Effects of New Media on the Publishing World

The effects of New Media on the publishing world; more and more people are turning to e-books and online publishing websites in the hopes of getting their works published, rather than traditional publishing methods.

In recent years society seems to have become more and more dependent on the internet. We use the net for shopping, communication, news from around the world, listening to music, even dating as well as its many other uses. We have become so used to having the world at our fingertips which means that we don’t have to leave the house. This begs the question: Is it such a surprise that the publishing world took so long to catch up?

E-books seem to be bearing the brunt of the blame for bookshops, such as Waterstones and Borders shutting down. However, one has to question whether this would have been inevitable in the current economic climate. The e-book industry is revolutionising the publishing world. The industry is developing every day. Take for example the development of e-inks to make reading on e-book devices easier on the eyes.

E-books are becoming increasingly popular amongst readers, writers and publishers. They offer a more accessible way of reading, minus the bulky books. They are more cost-effective with publishers often offering deals on bulk buying. Meanwhile, publishers also offer free online reads on their websites to entice readers to buy books from new authors or new books from favourite authors. Publishers are embracing e-books and online publishing to keep up with the times and the people.

Like all movements the change to online publishing and e-books started at a professional or academic level. Scholars and academics use sites like Jstor, Literature Online (LION) and 18th Century Collections Online, as well as many others, to publish their own works or works that are studied at a University level. The use of online publishing and e-books bypasses the issue of the cost of publishing as well as the delay that is involved when one submits their work to an Academic Journal.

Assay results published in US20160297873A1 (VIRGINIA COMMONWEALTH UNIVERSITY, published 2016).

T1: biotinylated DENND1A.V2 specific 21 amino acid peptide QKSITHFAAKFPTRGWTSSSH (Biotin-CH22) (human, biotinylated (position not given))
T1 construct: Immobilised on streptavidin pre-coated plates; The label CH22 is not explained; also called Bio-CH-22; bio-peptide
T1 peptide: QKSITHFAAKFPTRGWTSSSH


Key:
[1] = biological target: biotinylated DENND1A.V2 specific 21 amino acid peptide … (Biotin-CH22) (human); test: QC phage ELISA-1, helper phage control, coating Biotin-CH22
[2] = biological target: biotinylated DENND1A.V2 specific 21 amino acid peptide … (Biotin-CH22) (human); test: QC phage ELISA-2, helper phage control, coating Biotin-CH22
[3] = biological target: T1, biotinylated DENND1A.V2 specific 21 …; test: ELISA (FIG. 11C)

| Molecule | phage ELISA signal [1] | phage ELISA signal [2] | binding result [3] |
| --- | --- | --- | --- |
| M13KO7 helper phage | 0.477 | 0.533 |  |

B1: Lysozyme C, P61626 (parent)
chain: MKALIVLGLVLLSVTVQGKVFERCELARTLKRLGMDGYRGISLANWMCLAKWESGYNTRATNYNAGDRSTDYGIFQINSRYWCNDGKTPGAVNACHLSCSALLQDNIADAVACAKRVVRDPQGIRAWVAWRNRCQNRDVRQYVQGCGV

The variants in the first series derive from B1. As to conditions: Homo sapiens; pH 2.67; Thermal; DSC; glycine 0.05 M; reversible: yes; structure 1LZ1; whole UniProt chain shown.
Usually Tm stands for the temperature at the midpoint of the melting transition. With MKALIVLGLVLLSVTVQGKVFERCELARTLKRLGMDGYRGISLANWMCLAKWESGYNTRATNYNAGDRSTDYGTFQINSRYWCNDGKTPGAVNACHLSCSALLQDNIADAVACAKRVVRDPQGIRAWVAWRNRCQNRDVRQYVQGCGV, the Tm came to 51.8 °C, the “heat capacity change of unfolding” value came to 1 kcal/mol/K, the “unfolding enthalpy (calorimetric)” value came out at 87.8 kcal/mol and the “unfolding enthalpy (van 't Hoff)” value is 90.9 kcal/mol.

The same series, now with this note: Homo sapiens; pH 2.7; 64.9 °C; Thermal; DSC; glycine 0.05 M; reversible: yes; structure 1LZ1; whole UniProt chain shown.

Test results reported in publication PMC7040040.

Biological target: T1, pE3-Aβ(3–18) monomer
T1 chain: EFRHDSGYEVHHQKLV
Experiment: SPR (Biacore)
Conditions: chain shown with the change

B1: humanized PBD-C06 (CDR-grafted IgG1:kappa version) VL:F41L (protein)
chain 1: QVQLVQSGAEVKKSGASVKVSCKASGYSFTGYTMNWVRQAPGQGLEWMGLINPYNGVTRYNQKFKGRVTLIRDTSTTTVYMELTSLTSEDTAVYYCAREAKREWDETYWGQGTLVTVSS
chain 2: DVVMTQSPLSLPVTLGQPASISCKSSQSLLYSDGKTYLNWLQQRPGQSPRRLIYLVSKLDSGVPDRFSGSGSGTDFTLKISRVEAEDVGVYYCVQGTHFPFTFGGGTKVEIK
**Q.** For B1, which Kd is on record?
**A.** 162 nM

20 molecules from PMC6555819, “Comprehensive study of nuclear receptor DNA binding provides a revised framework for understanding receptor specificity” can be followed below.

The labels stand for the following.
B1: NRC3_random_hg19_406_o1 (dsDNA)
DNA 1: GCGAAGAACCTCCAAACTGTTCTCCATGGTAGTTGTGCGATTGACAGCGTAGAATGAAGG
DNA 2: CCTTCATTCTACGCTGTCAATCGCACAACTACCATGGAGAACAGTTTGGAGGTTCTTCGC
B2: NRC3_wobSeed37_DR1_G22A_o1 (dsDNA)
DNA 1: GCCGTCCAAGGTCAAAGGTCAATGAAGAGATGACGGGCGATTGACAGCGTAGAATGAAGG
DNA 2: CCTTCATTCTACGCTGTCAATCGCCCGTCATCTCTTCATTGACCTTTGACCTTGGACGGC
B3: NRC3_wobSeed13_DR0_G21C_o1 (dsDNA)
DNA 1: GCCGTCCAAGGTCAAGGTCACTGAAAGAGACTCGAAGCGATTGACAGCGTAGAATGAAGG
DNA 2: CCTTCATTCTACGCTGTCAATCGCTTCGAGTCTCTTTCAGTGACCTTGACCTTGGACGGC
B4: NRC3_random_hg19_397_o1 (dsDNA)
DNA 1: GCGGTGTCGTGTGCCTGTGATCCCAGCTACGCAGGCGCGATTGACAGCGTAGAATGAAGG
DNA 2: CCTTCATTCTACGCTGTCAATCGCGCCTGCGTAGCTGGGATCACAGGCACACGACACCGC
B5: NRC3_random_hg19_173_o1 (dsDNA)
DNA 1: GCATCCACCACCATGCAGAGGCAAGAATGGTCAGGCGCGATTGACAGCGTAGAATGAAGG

In his article: “Electronic Scholarly Editions” Kenneth Price1 vouches for the use of New Media as a way of publishing scholarly work. Although he does admit that this form of publishing is not without its drawbacks. As we know the internet as a form of media is not stable. Programmes can become obsolete and information can be lost, take for example the Chaucer programme. Price states that, “Having the ability, potentially, of reaching a vast audience is one of the great appeals of online work.”2 And:

In the past the fate of the monumental scholarly edition was clear: it would land on library shelves and, with rare exceptions, be purchased only by the most serious and devoted specialists. Now a free scholarly edition can be accessed by people all over the world with vastly different backgrounds and training.3

E-books and online publishing is more suited to the busy lifestyle which we lead today, where we do not have the time to peruse the library for hours on end searching for a book. By using online publishing, advancements such as “tagging” and “searching” allows readers to find exactly what they are looking for.

However, recently the internet has picked up in popularity; more and more people are turning to the internet to write. The changeover to online publishing and e-books may have started with academics but soon professional writers started writing to promote their own writing as citizen journalism became more popular. Today anyone can set up a blog at the click of a button, if the will takes them. As I mentioned earlier the internet has created a cyber-culture. A new world has already developed around writing on the internet. Take Aimeée Morrison’s article: “Blogs and Blogging: Text and Practice”4 in which he states that “Current estimates suggest that a new blog is created every second”. Morrison documents the uses and developments of the blog of which there is a huge variety. The “Blogosphere” is a whole new world and with it comes the creation of a new language.

Online publishers are becoming more and more popular. Some websites are hybrids of social networking sites which allow the users to play games and listen to music as well as publish their own stories and poems, such as Quzilla.com. While others like Lulu.com allow the user to design their own books and sell it without the hassle of the publishers. Other sites like booksie.com focus solely on the getting stories out there.

The main focus of this project is an online publishing website called Wattpad.com. This site was set up in 2006 by two Canadians named Alan Lau and Ivan Yuen. Today it is one of the more popular e-book apps for mobile devices and was listed in the Top 100. There are over 100,000 works shared on Wattpad every month. The website claims that “Wattpad is the YouTube for e-books”. Even the way in which I discovered Wattpad, (in the “App” store on the iPod) shows how advanced the e-book industry has become. Wattpad mixes publishing and social networking so that it creates a unique world for readers, writers and publishers. The site allows users to incorporate their Facebook and Twitter accounts into their profiles to create a bigger community for sharing. The site is also affiliated with a number of publishers including: Penguin, Harper Teen, Simon&Schuster and 4StoryMedia. Wattpad also offers the ability to add links to a story, for example, many of the writers like to include songs in the sidebar which they believe add to the atmosphere of the story. The story now has audio as well as text; in some cases the story is also visual as the author may add pictures. Suddenly there is a whole new dimension to reading.